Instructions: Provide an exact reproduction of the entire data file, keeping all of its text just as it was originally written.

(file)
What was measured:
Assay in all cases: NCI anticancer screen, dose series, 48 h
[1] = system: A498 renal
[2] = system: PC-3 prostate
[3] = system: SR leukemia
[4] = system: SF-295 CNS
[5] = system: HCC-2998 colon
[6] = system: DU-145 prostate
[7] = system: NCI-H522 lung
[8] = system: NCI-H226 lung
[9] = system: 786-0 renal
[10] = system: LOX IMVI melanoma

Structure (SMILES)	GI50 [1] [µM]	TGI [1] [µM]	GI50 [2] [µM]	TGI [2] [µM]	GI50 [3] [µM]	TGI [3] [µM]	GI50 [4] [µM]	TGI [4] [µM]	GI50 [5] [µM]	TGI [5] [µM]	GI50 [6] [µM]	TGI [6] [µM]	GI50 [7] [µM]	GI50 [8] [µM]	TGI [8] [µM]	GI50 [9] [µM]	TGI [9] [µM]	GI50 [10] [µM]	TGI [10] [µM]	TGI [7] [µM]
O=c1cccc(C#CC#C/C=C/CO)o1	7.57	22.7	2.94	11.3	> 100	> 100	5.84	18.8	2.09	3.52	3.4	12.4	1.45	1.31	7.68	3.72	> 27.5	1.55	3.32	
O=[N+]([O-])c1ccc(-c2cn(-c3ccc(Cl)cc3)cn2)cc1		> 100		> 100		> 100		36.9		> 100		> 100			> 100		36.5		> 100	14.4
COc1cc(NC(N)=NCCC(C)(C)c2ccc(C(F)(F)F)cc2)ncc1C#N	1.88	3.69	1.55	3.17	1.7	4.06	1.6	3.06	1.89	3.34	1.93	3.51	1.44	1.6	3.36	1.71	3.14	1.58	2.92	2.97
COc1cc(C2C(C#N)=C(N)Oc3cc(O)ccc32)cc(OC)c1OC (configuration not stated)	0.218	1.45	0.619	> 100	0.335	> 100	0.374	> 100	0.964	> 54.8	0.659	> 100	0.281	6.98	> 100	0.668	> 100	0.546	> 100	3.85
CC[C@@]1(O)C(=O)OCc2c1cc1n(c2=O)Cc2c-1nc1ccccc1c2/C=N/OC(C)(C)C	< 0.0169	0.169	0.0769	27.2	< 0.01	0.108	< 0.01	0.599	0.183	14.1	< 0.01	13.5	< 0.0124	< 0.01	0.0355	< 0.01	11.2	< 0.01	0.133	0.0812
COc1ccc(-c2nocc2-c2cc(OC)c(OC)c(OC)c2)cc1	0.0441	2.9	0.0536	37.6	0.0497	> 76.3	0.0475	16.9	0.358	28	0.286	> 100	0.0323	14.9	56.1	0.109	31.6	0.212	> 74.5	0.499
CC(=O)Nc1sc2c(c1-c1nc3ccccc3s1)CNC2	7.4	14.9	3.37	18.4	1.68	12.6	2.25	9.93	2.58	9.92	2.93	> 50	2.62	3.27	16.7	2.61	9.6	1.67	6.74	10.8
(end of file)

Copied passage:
What was measured:
Assay in all cases: NCI anticancer screen, dose series, 48 h
[1] = system: A498 renal
[2] = system: PC-3 prostate
[3] = system: SR leukemia
[4] = system: SF-295 CNS
[5] = system: HCC-2998 colon
[6] = system: DU-145 prostate
[7] = system: NCI-H522 lung
[8] = system: NCI-H226 lung
[9] = system: 786-0 renal
[10] = system: LOX IMVI melanoma

Structure (SMILES)	GI50 [1] [µM]	TGI [1] [µM]	GI50 [2] [µM]	TGI [2] [µM]	GI50 [3] [µM]	TGI [3] [µM]	GI50 [4] [µM]	TGI [4] [µM]	GI50 [5] [µM]	TGI [5] [µM]	GI50 [6] [µM]	TGI [6] [µM]	GI50 [7] [µM]	GI50 [8] [µM]	TGI [8] [µM]	GI50 [9] [µM]	TGI [9] [µM]	GI50 [10] [µM]	TGI [10] [µM]	TGI [7] [µM]
O=c1cccc(C#CC#C/C=C/CO)o1	7.57	22.7	2.94	11.3	> 100	> 100	5.84	18.8	2.09	3.52	3.4	12.4	1.45	1.31	7.68	3.72	> 27.5	1.55	3.32	
O=[N+]([O-])c1ccc(-c2cn(-c3ccc(Cl)cc3)cn2)cc1		> 100		> 100		> 100		36.9		> 100		> 100			> 100		36.5		> 100	14.4
COc1cc(NC(N)=NCCC(C)(C)c2ccc(C(F)(F)F)cc2)ncc1C#N	1.88	3.69	1.55	3.17	1.7	4.06	1.6	3.06	1.89	3.34	1.93	3.51	1.44	1.6	3.36	1.71	3.14	1.58	2.92	2.97
COc1cc(C2C(C#N)=C(N)Oc3cc(O)ccc32)cc(OC)c1OC (configuration not stated)	0.218	1.45	0.619	> 100	0.335	> 100	0.374	> 100	0.964	> 54.8	0.659	> 100	0.281	6.98	> 100	0.668	> 100	0.546	> 100	3.85
CC[C@@]1(O)C(=O)OCc2c1cc1n(c2=O)Cc2c-1nc1ccccc1c2/C=N/OC(C)(C)C	< 0.0169	0.169	0.0769	27.2	< 0.01	0.108	< 0.01	0.599	0.183	14.1	< 0.01	13.5	< 0.0124	< 0.01	0.0355	< 0.01	11.2	< 0.01	0.133	0.0812
COc1ccc(-c2nocc2-c2cc(OC)c(OC)c(OC)c2)cc1	0.0441	2.9	0.0536	37.6	0.0497	> 76.3	0.0475	16.9	0.358	28	0.286	> 100	0.0323	14.9	56.1	0.109	31.6	0.212	> 74.5	0.499
CC(=O)Nc1sc2c(c1-c1nc3ccccc3s1)CNC2	7.4	14.9	3.37	18.4	1.68	12.6	2.25	9.93	2.58	9.92	2.93	> 50	2.62	3.27	16.7	2.61	9.6	1.67	6.74	10.8